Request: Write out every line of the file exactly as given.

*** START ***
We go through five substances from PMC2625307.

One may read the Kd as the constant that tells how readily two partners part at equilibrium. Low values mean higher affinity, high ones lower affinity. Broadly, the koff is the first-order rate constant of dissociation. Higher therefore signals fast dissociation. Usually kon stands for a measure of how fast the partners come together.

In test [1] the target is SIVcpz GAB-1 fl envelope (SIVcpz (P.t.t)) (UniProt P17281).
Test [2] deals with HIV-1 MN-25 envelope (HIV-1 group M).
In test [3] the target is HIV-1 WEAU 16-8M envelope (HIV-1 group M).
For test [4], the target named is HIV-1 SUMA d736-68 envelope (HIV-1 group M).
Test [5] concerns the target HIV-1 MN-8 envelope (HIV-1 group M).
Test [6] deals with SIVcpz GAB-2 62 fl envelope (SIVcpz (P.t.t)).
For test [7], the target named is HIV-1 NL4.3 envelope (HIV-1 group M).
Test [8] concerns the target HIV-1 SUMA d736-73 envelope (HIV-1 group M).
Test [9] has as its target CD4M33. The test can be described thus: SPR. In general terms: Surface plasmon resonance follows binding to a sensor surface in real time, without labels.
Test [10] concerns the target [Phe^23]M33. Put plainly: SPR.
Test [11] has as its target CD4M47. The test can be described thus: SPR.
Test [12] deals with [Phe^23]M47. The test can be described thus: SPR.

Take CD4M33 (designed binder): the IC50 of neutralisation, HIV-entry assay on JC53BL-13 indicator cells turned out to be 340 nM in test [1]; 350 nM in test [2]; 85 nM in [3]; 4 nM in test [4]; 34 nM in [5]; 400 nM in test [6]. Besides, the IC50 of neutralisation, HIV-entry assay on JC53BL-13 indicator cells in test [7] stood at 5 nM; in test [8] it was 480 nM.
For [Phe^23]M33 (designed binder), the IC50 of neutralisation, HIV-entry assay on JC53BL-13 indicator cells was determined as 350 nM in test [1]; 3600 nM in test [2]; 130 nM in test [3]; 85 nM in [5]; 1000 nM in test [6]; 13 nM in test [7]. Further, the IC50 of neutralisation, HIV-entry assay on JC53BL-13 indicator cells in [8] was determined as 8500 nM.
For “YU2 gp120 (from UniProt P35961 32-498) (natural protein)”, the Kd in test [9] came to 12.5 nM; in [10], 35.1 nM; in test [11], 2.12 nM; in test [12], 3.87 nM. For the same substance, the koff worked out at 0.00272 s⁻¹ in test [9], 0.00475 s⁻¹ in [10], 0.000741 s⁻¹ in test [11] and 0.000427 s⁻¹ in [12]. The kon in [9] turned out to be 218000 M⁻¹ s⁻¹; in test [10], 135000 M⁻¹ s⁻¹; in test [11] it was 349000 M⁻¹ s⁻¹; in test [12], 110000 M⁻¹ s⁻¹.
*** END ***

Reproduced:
We go through five substances from PMC2625307.

One may read the Kd as the constant that tells how readily two partners part at equilibrium. Low values mean higher affinity, high ones lower affinity. Broadly, the koff is the first-order rate constant of dissociation. Higher therefore signals fast dissociation. Usually kon stands for a measure of how fast the partners come together.

In test [1] the target is SIVcpz GAB-1 fl envelope (SIVcpz (P.t.t)) (UniProt P17281).
Test [2] deals with HIV-1 MN-25 envelope (HIV-1 group M).
In test [3] the target is HIV-1 WEAU 16-8M envelope (HIV-1 group M).
For test [4], the target named is HIV-1 SUMA d736-68 envelope (HIV-1 group M).
Test [5] concerns the target HIV-1 MN-8 envelope (HIV-1 group M).
Test [6] deals with SIVcpz GAB-2 62 fl envelope (SIVcpz (P.t.t)).
For test [7], the target named is HIV-1 NL4.3 envelope (HIV-1 group M).
Test [8] concerns the target HIV-1 SUMA d736-73 envelope (HIV-1 group M).
Test [9] has as its target CD4M33. The test can be described thus: SPR. In general terms: Surface plasmon resonance follows binding to a sensor surface in real time, without labels.
Test [10] concerns the target [Phe^23]M33. Put plainly: SPR.
Test [11] has as its target CD4M47. The test can be described thus: SPR.
Test [12] deals with [Phe^23]M47. The test can be described thus: SPR.

Take CD4M33 (designed binder): the IC50 of neutralisation, HIV-entry assay on JC53BL-13 indicator cells turned out to be 340 nM in test [1]; 350 nM in test [2]; 85 nM in [3]; 4 nM in test [4]; 34 nM in [5]; 400 nM in test [6]. Besides, the IC50 of neutralisation, HIV-entry assay on JC53BL-13 indicator cells in test [7] stood at 5 nM; in test [8] it was 480 nM.
For [Phe^23]M33 (designed binder), the IC50 of neutralisation, HIV-entry assay on JC53BL-13 indicator cells was determined as 350 nM in test [1]; 3600 nM in test [2]; 130 nM in test [3]; 85 nM in [5]; 1000 nM in test [6]; 13 nM in test [7]. Further, the IC50 of neutralisation, HIV-entry assay on JC53BL-13 indicator cells in [8] was determined as 8500 nM.
For “YU2 gp120 (from UniProt P35961 32-498) (natural protein)”, the Kd in test [9] came to 12.5 nM; in [10], 35.1 nM; in test [11], 2.12 nM; in test [12], 3.87 nM. For the same substance, the koff worked out at 0.00272 s⁻¹ in test [9], 0.00475 s⁻¹ in [10], 0.000741 s⁻¹ in test [11] and 0.000427 s⁻¹ in [12]. The kon in [9] turned out to be 218000 M⁻¹ s⁻¹; in test [10], 135000 M⁻¹ s⁻¹; in test [11] it was 349000 M⁻¹ s⁻¹; in test [12], 110000 M⁻¹ s⁻¹.